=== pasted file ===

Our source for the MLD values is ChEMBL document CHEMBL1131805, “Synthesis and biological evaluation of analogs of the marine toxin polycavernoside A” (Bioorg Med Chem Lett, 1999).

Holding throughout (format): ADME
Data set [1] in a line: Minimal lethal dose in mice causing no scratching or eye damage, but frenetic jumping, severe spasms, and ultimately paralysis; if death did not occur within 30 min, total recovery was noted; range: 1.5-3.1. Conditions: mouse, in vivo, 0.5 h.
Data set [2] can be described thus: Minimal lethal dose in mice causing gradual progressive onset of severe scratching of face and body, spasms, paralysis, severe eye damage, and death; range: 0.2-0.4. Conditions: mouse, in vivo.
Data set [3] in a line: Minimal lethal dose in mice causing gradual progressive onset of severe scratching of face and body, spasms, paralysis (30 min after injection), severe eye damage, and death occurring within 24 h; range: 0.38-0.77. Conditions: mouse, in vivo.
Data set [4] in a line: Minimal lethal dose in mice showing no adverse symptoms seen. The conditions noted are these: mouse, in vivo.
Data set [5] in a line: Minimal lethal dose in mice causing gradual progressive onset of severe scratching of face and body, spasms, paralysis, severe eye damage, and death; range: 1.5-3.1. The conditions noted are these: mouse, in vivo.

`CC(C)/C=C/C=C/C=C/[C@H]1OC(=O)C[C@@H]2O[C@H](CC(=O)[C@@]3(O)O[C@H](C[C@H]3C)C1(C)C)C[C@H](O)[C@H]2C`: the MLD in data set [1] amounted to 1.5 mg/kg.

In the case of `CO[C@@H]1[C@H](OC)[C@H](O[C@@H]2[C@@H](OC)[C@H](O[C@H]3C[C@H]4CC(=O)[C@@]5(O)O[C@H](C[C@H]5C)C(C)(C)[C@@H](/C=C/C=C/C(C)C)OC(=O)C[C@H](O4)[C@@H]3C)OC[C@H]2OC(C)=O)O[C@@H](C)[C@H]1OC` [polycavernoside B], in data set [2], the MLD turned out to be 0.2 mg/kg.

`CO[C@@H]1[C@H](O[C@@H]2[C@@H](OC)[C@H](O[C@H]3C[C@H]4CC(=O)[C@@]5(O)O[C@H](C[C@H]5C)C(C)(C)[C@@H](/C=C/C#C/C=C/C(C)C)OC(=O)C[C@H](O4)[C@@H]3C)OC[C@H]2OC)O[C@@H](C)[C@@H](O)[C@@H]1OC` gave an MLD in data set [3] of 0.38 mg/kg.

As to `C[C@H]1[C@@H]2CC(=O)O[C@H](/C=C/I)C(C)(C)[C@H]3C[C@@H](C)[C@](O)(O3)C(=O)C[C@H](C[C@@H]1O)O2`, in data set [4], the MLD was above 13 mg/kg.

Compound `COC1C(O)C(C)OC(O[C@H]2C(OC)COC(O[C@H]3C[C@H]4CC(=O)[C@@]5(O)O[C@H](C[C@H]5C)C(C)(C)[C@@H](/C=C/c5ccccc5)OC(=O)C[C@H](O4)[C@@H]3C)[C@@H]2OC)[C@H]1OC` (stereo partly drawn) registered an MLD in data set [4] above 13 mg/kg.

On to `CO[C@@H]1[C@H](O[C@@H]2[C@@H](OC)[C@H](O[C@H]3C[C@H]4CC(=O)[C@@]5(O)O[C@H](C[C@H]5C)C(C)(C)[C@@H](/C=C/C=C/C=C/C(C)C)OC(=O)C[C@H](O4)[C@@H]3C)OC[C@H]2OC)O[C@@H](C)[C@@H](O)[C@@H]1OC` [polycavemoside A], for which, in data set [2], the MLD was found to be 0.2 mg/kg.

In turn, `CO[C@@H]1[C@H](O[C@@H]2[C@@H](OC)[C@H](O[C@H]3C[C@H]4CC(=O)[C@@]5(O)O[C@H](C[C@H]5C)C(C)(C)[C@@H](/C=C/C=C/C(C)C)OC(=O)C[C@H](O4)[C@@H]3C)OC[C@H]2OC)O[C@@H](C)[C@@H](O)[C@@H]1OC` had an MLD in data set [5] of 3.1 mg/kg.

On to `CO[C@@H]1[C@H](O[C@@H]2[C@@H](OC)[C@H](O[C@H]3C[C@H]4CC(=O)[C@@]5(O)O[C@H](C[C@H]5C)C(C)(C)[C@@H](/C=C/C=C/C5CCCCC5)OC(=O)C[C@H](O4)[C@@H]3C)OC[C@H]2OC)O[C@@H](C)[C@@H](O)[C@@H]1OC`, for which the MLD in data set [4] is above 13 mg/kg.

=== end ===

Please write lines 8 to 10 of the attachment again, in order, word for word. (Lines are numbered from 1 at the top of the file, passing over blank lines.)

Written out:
`CC(C)/C=C/C=C/C=C/[C@H]1OC(=O)C[C@@H]2O[C@H](CC(=O)[C@@]3(O)O[C@H](C[C@H]3C)C1(C)C)C[C@H](O)[C@H]2C`: the MLD in data set [1] amounted to 1.5 mg/kg.

In the case of `CO[C@@H]1[C@H](OC)[C@H](O[C@@H]2[C@@H](OC)[C@H](O[C@H]3C[C@H]4CC(=O)[C@@]5(O)O[C@H](C[C@H]5C)C(C)(C)[C@@H](/C=C/C=C/C(C)C)OC(=O)C[C@H](O4)[C@@H]3C)OC[C@H]2OC(C)=O)O[C@@H](C)[C@H]1OC` [polycavernoside B], in data set [2], the MLD turned out to be 0.2 mg/kg.

`CO[C@@H]1[C@H](O[C@@H]2[C@@H](OC)[C@H](O[C@H]3C[C@H]4CC(=O)[C@@]5(O)O[C@H](C[C@H]5C)C(C)(C)[C@@H](/C=C/C#C/C=C/C(C)C)OC(=O)C[C@H](O4)[C@@H]3C)OC[C@H]2OC)O[C@@H](C)[C@@H](O)[C@@H]1OC` gave an MLD in data set [3] of 0.38 mg/kg.